Here's a few sites where you can read about Nicotine Addiction while you're waiting for some response:
Allen Carr's book - "The Easy Way To Stop Smoking" - free download - http://joga.365.lt/Allen-Carr_Easy-Way-To-Stop- Smoking_Download-free-PDF-EBook
Enjoy your reading!
Dutch scientists enrolled more than 250 children. When the children were 4 weeks old, their body dimensions and lung function were measured. At the same time, their parents completed questionnaires about such factors as smoking during pregnancy.
When the children were 5, the researchers used ultrasound to measure the thickness and flexibility of their carotid arteries, large blood vessels in the neck that supply blood to the brain. They also collected updated smoking information from their parents.
The walls of the carotid arteries in 5-year-olds whose mothers had smoked throughout pregnancy were about 19 microns thicker -- about one to two times the thickness of a piece of cassette tape -- and 15% stiffer than those whose mothers had not smoked.
If both parents smoked while they were in the womb, the children’s carotid arteries were nearly 28 microns thicker and 21% stiffer than those of children whose parents didn’t smoke during pregnancy. These changes may indicate damage to blood vessels that may affect their function, the study authors suggest.
The scientists did not find an effect if only the father smoked during the pregnancy, or if the mother hadn’t started smoking until after giving birth.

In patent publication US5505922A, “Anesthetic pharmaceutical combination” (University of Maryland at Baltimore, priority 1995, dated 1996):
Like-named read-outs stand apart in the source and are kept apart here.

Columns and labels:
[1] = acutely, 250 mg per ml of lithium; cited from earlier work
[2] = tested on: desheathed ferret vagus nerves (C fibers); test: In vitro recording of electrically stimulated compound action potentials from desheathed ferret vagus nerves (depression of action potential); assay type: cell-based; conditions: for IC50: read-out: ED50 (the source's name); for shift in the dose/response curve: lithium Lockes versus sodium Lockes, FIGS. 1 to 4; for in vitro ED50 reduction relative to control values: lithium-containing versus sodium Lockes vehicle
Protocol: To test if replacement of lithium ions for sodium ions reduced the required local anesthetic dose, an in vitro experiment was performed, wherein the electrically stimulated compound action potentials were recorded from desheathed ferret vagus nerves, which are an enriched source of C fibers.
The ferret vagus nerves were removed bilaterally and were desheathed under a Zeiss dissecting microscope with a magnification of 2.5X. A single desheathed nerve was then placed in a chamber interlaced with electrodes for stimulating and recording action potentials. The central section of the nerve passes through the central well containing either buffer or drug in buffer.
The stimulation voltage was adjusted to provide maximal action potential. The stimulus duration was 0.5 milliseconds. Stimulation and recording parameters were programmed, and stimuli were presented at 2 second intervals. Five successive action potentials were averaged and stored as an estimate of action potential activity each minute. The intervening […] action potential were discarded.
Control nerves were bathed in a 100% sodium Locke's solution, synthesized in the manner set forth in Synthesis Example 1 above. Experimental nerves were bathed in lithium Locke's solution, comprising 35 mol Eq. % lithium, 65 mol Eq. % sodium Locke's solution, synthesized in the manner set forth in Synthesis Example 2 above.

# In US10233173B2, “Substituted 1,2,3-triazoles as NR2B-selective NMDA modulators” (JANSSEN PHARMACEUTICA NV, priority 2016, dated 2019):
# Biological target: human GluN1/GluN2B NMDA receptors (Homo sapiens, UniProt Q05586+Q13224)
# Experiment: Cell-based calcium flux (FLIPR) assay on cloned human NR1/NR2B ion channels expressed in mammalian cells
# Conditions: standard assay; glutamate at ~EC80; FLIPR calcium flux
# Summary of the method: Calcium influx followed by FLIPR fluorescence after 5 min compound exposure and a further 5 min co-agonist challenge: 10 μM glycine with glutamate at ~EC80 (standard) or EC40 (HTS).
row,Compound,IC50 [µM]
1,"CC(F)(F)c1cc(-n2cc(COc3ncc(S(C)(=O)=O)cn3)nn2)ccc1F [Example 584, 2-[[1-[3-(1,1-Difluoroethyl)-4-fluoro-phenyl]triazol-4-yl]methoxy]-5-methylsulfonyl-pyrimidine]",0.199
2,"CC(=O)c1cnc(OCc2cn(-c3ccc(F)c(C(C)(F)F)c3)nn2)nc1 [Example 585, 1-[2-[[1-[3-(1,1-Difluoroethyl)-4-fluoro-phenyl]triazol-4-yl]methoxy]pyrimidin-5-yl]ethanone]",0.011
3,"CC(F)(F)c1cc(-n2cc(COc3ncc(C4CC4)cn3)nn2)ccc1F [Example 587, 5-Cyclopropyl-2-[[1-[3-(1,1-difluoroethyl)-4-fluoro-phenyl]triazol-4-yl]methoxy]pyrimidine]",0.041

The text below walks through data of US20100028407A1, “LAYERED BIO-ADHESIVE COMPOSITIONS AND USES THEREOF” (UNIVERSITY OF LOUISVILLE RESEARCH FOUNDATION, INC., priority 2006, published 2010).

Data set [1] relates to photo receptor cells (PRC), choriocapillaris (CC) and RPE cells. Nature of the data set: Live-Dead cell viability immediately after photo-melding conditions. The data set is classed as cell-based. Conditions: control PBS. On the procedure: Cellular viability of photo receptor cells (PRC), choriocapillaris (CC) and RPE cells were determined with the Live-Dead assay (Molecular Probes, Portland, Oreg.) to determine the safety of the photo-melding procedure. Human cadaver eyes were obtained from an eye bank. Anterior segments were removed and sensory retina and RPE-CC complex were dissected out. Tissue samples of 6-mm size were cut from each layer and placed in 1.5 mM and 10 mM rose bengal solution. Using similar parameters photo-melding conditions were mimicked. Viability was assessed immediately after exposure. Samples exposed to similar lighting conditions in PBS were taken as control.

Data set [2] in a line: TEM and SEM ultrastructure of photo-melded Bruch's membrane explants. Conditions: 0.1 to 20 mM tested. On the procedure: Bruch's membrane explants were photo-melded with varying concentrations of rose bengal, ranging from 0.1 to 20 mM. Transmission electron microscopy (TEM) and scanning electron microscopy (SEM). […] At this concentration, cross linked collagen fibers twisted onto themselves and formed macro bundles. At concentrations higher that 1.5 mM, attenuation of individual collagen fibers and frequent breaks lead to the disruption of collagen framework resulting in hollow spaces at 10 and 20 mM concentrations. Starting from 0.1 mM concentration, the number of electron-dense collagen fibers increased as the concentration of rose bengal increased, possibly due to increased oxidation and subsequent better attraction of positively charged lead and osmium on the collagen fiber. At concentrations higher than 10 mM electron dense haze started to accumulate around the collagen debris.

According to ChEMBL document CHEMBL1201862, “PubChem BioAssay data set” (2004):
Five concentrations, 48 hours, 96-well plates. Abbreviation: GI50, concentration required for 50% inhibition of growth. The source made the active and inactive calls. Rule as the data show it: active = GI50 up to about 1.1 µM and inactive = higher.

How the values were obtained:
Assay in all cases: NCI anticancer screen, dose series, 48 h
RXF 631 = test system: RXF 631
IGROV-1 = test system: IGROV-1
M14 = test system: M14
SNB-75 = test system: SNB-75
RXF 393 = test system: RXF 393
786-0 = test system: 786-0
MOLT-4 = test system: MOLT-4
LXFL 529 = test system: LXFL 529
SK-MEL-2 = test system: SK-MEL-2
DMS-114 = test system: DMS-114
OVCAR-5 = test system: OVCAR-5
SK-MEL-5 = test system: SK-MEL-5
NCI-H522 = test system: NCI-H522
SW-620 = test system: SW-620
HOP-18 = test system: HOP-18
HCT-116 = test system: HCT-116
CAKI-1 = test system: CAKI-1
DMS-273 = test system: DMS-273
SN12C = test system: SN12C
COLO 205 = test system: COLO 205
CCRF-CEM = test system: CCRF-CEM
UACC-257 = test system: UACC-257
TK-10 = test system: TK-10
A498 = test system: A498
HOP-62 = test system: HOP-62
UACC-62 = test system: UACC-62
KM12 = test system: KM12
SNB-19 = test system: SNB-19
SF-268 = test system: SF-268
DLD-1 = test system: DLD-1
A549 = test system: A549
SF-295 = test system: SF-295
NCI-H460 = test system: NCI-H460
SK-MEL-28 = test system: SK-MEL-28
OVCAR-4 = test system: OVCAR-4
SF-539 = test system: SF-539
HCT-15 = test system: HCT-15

“The challenge there was to show that it was really smoking in pregnancy” and not exposure to cigarette smoke afterward, researcher Cuno Uiterwaal, MD, PhD, says in an email to WebMD. “To further explore that, we did this study.”
Uiterwaal, an associate professor of clinical epidemiology at the Julius Center for Health Sciences and Primary Care at the University Medical Center Utrecht, Netherlands, says, “with our findings, we think that smoking in pregnancy does play an independent role, although we know that exposure of children to [secondhand] smoke is damaging in many areas.”
“Smoking in pregnancy is bad for many reasons for the mother and certainly also for the child,” Uiterwaal says. “Our findings may well be another argument to quit during pregnancy. Many women do quit as soon as they know they’re pregnant, but not all do.”
An accompanying editorial notes than nearly 1 in 5 U.S. adults smoke, and more than half of children show biochemical evidence of exposure to secondhand smoke. “There is no known safe level of exposure,” write authors and pediatricians Susanne Tanski, MD, MPH, of Dartmouth College and Karen Wilson, MD, MPH, of the University of Rochester.
Uiterwaal’s study, Tanski and Wilson write, “provides one more piece of evidence for the importance of smoking cessation, in particular, among families with young children and those planning to have children.”
Uiterwaal’s study and Tanski and Wilson’s editorial appear online in Pediatrics.
A first-of-its-kind study is giving smokers one more reason to quit as a New Year's resolution. The study, which will be published in the January 2012 issue of Annals of Allergy, Asthma & Immunology has shown that adults with aspirin-exacerbated respiratory disease are three times more likely to have been exposed to second-hand smoke during their childhood compared with those without the condition.
Approximately 10% of asthmasufferers and one third of asthmatics with chronic sinus inflammation are affected by aspirin-exacerbated respiratory disease (AERD). Most are unable to take aspirin without suffering an attack or other respiratory symptoms, even though they were able to take it previously.